Blonde Crazy (1931)

Blonde Crazy PosterWhen Anne Roberts (Joan Blondell) tries to get a job as a hotel housekeeper, bellhop Bert Harris (James Cagney) takes one look at her and knows he wants her to work at the hotel.  The position has already been filled, but Bert fixes it so that Anne gets the job.  Even though Bert is a bellhop by day, he’s got gambling and bootleg alcohol rackets going on the side and he wants Anne to be his partner in crime.

After catching hotel guest A. Rupert Johnson, Jr. (Guy Kibbee) in a compromising situation, Johnson gives Bert quite a bit of money to keep his mouth shut.  Bert and Anne go to a fancy hotel in another city to celebrate and end up meeting fellow con artist Dan Barker (Louis Calhern).  Dan and Bert plan a scam to pull together, but in the end, it’s Bert and Anne are the ones who get ripped off.  They hop on a train to try to find Dan, but on the way, Anne meets and falls in love with Joe Reynolds (Ray Milland).  Joe is more sophisticated and cultured than Bert and Anne can’t resist that.  Even though Bert confesses his feelings toward her, Anne decides marries Joe instead.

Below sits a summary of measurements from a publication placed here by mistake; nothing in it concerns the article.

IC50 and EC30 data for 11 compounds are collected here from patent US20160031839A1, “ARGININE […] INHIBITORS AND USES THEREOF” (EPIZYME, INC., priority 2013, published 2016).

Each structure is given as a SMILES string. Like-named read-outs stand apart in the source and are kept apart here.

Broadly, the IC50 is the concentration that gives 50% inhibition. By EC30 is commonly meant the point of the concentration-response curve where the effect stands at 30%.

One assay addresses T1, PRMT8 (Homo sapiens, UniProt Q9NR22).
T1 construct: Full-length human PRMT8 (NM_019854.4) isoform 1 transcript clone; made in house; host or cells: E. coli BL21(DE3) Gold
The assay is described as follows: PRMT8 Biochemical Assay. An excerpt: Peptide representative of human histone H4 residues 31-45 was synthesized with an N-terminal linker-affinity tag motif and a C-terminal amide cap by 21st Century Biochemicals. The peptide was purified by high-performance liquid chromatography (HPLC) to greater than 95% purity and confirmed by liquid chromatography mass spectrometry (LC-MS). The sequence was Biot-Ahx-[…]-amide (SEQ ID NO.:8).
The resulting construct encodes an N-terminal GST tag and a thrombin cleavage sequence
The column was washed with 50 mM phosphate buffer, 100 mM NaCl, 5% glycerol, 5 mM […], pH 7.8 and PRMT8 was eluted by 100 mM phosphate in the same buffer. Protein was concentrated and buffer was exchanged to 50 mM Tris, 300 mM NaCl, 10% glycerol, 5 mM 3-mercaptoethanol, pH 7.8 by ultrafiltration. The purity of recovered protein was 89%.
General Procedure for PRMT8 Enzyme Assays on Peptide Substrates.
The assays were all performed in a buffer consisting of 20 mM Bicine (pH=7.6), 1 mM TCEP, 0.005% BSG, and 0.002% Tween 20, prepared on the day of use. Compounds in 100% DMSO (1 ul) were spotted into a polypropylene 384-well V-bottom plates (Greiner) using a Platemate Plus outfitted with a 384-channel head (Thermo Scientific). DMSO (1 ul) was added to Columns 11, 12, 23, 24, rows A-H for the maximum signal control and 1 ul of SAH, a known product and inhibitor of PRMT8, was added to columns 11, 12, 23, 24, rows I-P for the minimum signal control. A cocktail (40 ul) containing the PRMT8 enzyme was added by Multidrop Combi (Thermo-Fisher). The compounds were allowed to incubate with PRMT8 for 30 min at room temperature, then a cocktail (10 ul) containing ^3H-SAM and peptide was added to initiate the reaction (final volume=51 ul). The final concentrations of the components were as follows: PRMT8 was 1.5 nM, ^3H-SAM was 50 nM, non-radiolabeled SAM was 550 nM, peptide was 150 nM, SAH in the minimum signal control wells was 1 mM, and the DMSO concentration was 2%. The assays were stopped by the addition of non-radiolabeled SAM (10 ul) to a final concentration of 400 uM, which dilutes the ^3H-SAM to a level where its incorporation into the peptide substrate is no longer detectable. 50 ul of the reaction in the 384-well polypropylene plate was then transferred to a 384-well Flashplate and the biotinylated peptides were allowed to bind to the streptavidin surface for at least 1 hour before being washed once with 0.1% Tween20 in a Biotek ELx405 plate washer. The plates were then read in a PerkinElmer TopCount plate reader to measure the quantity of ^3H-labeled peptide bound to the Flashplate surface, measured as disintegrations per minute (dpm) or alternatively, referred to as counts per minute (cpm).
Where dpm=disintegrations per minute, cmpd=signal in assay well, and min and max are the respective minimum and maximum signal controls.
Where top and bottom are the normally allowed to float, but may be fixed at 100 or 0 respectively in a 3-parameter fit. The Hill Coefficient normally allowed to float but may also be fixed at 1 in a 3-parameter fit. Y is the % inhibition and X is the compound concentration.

A year passes and turns out Joe is much more like Bert than Anne realized.  He’s stolen $30,000 from the company he works for and is facing a prison sentence.  Anne knows the only person who can possibly get him out of this mess is Bert, so she turns to him for help.  Bert comes up with a plan, but it backfires and Bert is the one who ends up in prison.  When Anne comes to visit him, she tells Bert that she loved him all along.

What a duo James Cagney and Joan Blondell were!  I’ve seen nearly all of the movies they made together and I’d say Blonde Crazy is one of their best, second only to Footlight Parade.  Blonde Crazy is practically tailor-made for Cagney and Blondell — snappy dialogue, pre-code antics, and plenty of chances for Blondell to be sassy and for Cagney to be his high-energy self.  They make it an absolutely irresistible movie.  Whether you’re a fan of Cagney, Blondell, or pre-codes in general, you will have a lot of fun with Blonde Crazy.

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2 responses to “Blonde Crazy (1931)

  1. Hit the nail on the head, they were sooo good together and I wish Warners had put them together more! Cagney is my first love because of just such films.

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